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Perturbations of the Th0 state with IL-4 and IFN-γ. Each curve represents the activity of a node in function of time. (A) Effect of IL-4 (red upward triangle) on the Th0 state (B) effect of IL-4 (red upward triangle) on the Th0 state and effect of IFNγ (yellow upward triangle) on the IL-4 induced Th2 state.
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Figure 4: Perturbations of the Th0 state with IL-4 and IFN-γ. Each curve represents the activity of a node in function of time. (A) Effect of IL-4 (red upward triangle) on the Th0 state (B) effect of IL-4 (red upward triangle) on the Th0 state and effect of IFNγ (yellow upward triangle) on the IL-4 induced Th2 state.

Mentions: We have used the perturbation framework on the T-helper cell network to assess the effects of IL-4 and IFN-γ (Figure 4 and Additional file 4). As shown in the previous section, the addition of IL-4 to the Th0 state moves the network towards the Th2 steady state (Figure 4A). Similarly, using the perturbation protocols we tested the effect of adding an IFN-γ pulse on the Th2 steady state (Figure 4B). Under these circumstances the Th2 state is temporarily perturbed, but returns to the Th2 state, consistent with experimental data showing the stability of Th2 cells [19].


Dynamic simulation of regulatory networks using SQUAD.

Di Cara A, Garg A, De Micheli G, Xenarios I, Mendoza L - BMC Bioinformatics (2007)

Perturbations of the Th0 state with IL-4 and IFN-γ. Each curve represents the activity of a node in function of time. (A) Effect of IL-4 (red upward triangle) on the Th0 state (B) effect of IL-4 (red upward triangle) on the Th0 state and effect of IFNγ (yellow upward triangle) on the IL-4 induced Th2 state.
© Copyright Policy - open-access
Related In: Results  -  Collection

License
Show All Figures
getmorefigures.php?uid=PMC2238325&req=5

Figure 4: Perturbations of the Th0 state with IL-4 and IFN-γ. Each curve represents the activity of a node in function of time. (A) Effect of IL-4 (red upward triangle) on the Th0 state (B) effect of IL-4 (red upward triangle) on the Th0 state and effect of IFNγ (yellow upward triangle) on the IL-4 induced Th2 state.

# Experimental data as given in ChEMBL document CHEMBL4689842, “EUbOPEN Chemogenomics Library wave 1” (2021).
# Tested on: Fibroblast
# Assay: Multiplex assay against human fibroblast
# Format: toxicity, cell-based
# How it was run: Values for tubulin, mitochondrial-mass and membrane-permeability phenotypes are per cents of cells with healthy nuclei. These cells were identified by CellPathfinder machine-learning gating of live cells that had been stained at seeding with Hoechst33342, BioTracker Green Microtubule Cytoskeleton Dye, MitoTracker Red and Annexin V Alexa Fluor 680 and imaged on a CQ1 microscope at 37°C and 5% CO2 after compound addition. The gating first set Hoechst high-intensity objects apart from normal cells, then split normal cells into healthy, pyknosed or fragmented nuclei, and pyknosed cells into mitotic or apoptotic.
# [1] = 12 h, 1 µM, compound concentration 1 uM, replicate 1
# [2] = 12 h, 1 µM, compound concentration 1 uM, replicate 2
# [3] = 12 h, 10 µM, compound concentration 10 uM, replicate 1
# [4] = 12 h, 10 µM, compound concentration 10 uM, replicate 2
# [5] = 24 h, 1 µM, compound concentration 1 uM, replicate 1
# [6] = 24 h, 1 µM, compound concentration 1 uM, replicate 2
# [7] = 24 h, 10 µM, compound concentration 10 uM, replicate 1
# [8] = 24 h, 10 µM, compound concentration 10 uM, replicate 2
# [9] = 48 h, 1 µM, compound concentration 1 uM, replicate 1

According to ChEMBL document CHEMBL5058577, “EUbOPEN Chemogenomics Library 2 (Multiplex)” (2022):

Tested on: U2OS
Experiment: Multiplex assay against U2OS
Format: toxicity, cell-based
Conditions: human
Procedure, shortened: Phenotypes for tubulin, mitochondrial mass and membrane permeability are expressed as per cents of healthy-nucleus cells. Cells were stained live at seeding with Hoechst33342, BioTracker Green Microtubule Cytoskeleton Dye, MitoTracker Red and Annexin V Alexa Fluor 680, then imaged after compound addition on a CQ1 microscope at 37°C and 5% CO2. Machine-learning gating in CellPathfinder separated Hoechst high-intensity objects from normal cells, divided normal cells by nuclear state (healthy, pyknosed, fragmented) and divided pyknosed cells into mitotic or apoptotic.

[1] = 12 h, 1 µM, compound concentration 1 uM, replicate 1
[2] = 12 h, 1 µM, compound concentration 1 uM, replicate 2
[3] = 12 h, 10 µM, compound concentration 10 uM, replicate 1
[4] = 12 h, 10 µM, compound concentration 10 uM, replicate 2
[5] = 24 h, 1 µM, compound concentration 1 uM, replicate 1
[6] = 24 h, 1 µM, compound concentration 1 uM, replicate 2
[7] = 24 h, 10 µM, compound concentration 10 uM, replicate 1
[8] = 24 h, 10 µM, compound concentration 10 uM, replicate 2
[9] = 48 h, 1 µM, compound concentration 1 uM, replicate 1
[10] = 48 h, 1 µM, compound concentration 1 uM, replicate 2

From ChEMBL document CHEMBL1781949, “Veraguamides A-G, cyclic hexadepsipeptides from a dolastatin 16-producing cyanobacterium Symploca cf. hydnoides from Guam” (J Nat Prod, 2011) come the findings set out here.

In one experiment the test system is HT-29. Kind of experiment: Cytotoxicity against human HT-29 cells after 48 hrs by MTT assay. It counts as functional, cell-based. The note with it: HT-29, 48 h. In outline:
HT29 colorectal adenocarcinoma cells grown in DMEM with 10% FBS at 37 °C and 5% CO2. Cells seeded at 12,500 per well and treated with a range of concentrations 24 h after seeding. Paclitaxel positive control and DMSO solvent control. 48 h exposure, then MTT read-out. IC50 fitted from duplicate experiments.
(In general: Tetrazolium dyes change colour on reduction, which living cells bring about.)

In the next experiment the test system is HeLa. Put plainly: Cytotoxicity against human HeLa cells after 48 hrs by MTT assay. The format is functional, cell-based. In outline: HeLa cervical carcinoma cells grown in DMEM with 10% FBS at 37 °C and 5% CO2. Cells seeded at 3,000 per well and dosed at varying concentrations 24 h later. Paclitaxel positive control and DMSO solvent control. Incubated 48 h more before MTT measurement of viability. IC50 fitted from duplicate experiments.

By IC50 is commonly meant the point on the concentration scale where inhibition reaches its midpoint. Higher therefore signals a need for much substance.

Mentions: We have used the perturbation framework on the T-helper cell network to assess the effects of IL-4 and IFN-γ (Figure 4 and Additional file 4). As shown in the previous section, the addition of IL-4 to the Th0 state moves the network towards the Th2 steady state (Figure 4A). Similarly, using the perturbation protocols we tested the effect of adding an IFN-γ pulse on the Th2 steady state (Figure 4B). Under these circumstances the Th2 state is temporarily perturbed, but returns to the Th2 state, consistent with experimental data showing the stability of Th2 cells [19].

Bottom Line: Using this software we have been able to successfully reproduce the behavior of the regulatory network implicated in T-helper cell differentiation.The predictions can then be used to interpret and/or drive laboratory experiments.SQUAD provides a user-friendly graphical interface, accessible to both computational and experimental biologists for the fast qualitative simulation of large regulatory networks for which kinetic data is not necessarily available.